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How to Make A Power of Attorney in Arizona FAQ

Written by: Catherine Hodder, Esq. , Senior Legal Writer
Reviewed by: Madison Hess, J.D. , Legal Writer
Last updated May 13, 2024

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When you name someone as your power of attorney, you have someone to manage your affairs when you can’t. Find out how a power of attorney document can help and how to make a valid power of attorney document in Arizona.

Frequently Asked Questions

What Is a Power of Attorney?

A power of attorney is a legal document that authorizes one person, called the agent, to act on behalf of another, called the principal, in legal and financial matters. A power of attorney is helpful when you are out of town or if you suddenly can’t make decisions for yourself due to a disability or incapacity. Having a power of attorney for financial decisions avoids having your family petition a court for a conservatorship in which a court appoints someone to manage your financial affairs. For someone to make medical and health care decisions for you in Arizona, you name an agent in a health care power of attorney.

Who Can Be My Agent?

Anyone who is 18 or older and competent may serve as an agent. You can name a family member, friend, accountant, or lawyer. When choosing an agent for your power of attorney, find someone who is responsible, organized, and trustworthy. Your agent has a fiduciary duty to act in good faith for your best interest.

While you may want to name two people to act as co-agents, you can complicate things quickly. Suppose you want your agents to act jointly; what if they disagree? Or imagine if you allowed them to act independently; what happens if they contradict each other’s actions? It is better to name a primary agent with a backup or successor agent to serve if your primary agent is unavailable.

What Can My Agent Do in Arizona?

Your agent has broad powers, but you decide what you want your agent to handle, for example, accessing bank accounts, paying bills, handling real estate transactions, or filing income taxes. In your power of attorney, you may authorize your agent to manage the following:

  • Real property (real estate)
  • Tangible personal property
  • Stocks and bonds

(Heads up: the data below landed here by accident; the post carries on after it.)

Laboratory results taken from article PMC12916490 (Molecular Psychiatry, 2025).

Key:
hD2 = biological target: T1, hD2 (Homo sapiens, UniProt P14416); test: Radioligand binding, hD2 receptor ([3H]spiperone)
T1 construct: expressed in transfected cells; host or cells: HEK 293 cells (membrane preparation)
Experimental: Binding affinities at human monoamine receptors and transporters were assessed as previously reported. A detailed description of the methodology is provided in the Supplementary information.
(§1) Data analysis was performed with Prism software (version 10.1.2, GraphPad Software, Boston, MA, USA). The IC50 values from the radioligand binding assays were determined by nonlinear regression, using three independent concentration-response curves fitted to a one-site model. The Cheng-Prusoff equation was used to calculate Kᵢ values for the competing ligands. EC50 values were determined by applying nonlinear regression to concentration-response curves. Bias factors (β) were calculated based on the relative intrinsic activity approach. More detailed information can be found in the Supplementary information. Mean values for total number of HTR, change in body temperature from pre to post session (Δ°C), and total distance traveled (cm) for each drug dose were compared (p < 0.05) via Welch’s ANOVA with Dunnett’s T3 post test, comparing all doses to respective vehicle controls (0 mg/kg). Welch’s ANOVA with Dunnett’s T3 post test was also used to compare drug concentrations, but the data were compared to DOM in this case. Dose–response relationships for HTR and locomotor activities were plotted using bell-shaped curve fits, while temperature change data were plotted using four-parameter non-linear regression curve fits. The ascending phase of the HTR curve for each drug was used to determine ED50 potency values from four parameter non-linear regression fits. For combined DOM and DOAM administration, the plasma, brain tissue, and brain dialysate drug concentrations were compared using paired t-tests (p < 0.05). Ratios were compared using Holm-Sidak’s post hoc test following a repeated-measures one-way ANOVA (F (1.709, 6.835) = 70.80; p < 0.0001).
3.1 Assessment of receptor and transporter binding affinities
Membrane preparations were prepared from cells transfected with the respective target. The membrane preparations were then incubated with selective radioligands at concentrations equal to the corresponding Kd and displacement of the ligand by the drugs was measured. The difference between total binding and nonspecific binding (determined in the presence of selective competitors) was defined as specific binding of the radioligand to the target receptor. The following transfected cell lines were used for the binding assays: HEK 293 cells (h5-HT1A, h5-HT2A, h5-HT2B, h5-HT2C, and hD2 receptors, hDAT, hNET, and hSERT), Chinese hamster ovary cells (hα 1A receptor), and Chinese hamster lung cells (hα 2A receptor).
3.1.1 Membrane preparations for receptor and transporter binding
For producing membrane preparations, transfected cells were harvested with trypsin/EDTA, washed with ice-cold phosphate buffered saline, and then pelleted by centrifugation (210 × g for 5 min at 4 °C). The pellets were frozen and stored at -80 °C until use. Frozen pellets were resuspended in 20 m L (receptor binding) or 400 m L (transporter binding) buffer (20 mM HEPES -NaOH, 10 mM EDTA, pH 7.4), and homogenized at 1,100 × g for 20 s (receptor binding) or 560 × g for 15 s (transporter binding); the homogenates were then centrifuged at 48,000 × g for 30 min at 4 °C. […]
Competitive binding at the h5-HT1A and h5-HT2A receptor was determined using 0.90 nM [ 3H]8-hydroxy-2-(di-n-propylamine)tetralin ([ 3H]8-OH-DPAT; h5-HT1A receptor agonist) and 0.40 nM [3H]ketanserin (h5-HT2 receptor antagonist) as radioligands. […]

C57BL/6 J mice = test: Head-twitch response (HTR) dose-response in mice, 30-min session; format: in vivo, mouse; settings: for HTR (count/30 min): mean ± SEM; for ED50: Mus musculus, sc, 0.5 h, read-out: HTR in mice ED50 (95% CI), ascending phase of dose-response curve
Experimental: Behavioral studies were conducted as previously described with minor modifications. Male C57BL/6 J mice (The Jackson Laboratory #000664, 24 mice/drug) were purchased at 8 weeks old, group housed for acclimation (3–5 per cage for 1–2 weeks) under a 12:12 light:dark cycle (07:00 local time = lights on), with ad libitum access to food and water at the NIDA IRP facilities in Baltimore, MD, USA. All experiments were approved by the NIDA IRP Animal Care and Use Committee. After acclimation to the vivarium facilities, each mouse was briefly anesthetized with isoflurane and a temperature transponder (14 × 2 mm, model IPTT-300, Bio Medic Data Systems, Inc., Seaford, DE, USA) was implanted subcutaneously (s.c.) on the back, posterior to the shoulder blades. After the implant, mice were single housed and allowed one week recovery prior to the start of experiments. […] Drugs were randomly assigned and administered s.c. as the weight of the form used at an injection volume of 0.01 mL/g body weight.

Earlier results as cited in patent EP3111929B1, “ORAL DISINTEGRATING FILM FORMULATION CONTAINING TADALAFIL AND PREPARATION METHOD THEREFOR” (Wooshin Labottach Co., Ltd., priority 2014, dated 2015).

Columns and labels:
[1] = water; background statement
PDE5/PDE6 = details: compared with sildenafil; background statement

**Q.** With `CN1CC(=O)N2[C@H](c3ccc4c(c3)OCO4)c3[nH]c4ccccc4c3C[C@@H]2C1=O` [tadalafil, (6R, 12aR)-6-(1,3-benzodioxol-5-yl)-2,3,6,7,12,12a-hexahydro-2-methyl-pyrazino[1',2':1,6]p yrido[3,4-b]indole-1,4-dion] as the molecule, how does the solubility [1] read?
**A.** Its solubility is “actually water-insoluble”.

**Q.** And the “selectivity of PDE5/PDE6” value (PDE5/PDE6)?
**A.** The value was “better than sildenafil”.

• Commodities and options
  • Banks and other financial institutions
  • Operation of entity or business
  • Insurance and annuities
  • Estates, trusts, and other beneficial interests
  • Claims and litigation
  • Personal and family maintenance
  • Benefits from governmental programs or civil or military service
  • Retirement plans
  • Taxes

There are also specific powers that allow your agent to reduce your estate by giving away your property. For example, you may give your agent the power to:

  • Create, fund, amend, or revoke a living trust
  • Make a gift
  • Create or change rights of survivorship
  • Create or change a beneficiary designation
  • Delegate authority granted under the power of attorney
  • Waive the principal’s right to be a beneficiary of a joint and survivor annuity, including a survivor benefit under a retirement plan
  • Exercise fiduciary powers that the principal has authority to delegate
  • Renounce or disclaim an interest in property, including a power of appointment

Some people do not want their agent to have this power. Others may want their agent to reduce their estate to minimize estate taxes or to qualify for need-based government programs, such as Medicaid.

What Is a Durable Power of Attorney in Arizona?

durable power of attorney continues to be effective even if you are incapacitated. In Arizona, for a power of attorney to be durable, you must include a statement that you intend it to remain in effect despite a disability or incapacity. For example, you could use a phrase such as “this power of attorney is not affected by subsequent disability or incapacity of the principal or lapse of time.” or “this power of attorney is effective on the disability or incapacity of the principal.”

When Is the Power of Attorney Effective?

Generally, a durable POA begins immediately upon meeting the execution requirements. You can specify a different time or triggering event (called a “springing” POA) when your power of attorney begins, such as your incapacity or a period of time when you are traveling.

When Does the Power of Attorney End?

You can revoke your power of attorney at any time. You must, however, be competent to revoke. There are other events when your power of attorney ends, such as,

  • You die